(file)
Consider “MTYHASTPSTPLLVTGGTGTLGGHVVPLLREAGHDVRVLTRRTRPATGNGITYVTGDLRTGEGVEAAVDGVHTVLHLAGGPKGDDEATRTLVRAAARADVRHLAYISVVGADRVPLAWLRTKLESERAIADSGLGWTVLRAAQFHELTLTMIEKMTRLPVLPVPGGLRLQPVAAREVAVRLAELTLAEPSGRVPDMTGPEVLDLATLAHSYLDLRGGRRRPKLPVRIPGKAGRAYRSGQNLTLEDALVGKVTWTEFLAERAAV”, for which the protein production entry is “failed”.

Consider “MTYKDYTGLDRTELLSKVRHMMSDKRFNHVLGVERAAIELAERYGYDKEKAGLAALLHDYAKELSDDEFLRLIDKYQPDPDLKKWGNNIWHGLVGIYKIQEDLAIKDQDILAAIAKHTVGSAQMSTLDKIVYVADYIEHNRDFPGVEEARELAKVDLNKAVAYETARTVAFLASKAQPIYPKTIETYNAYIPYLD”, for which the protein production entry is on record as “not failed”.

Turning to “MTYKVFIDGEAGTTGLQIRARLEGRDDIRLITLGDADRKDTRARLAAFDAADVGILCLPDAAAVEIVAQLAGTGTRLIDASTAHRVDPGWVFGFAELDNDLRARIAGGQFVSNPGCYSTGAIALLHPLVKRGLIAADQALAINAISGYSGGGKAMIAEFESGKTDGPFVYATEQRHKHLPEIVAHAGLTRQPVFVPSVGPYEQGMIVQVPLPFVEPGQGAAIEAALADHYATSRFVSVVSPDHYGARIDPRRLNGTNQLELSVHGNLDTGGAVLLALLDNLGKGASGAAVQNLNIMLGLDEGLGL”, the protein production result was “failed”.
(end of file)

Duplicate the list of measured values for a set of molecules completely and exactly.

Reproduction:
Consider “MTYHASTPSTPLLVTGGTGTLGGHVVPLLREAGHDVRVLTRRTRPATGNGITYVTGDLRTGEGVEAAVDGVHTVLHLAGGPKGDDEATRTLVRAAARADVRHLAYISVVGADRVPLAWLRTKLESERAIADSGLGWTVLRAAQFHELTLTMIEKMTRLPVLPVPGGLRLQPVAAREVAVRLAELTLAEPSGRVPDMTGPEVLDLATLAHSYLDLRGGRRRPKLPVRIPGKAGRAYRSGQNLTLEDALVGKVTWTEFLAERAAV”, for which the protein production entry is “failed”.

Consider “MTYKDYTGLDRTELLSKVRHMMSDKRFNHVLGVERAAIELAERYGYDKEKAGLAALLHDYAKELSDDEFLRLIDKYQPDPDLKKWGNNIWHGLVGIYKIQEDLAIKDQDILAAIAKHTVGSAQMSTLDKIVYVADYIEHNRDFPGVEEARELAKVDLNKAVAYETARTVAFLASKAQPIYPKTIETYNAYIPYLD”, for which the protein production entry is on record as “not failed”.

Turning to “MTYKVFIDGEAGTTGLQIRARLEGRDDIRLITLGDADRKDTRARLAAFDAADVGILCLPDAAAVEIVAQLAGTGTRLIDASTAHRVDPGWVFGFAELDNDLRARIAGGQFVSNPGCYSTGAIALLHPLVKRGLIAADQALAINAISGYSGGGKAMIAEFESGKTDGPFVYATEQRHKHLPEIVAHAGLTRQPVFVPSVGPYEQGMIVQVPLPFVEPGQGAAIEAALADHYATSRFVSVVSPDHYGARIDPRRLNGTNQLELSVHGNLDTGGAVLLALLDNLGKGASGAAVQNLNIMLGLDEGLGL”, the protein production result was “failed”.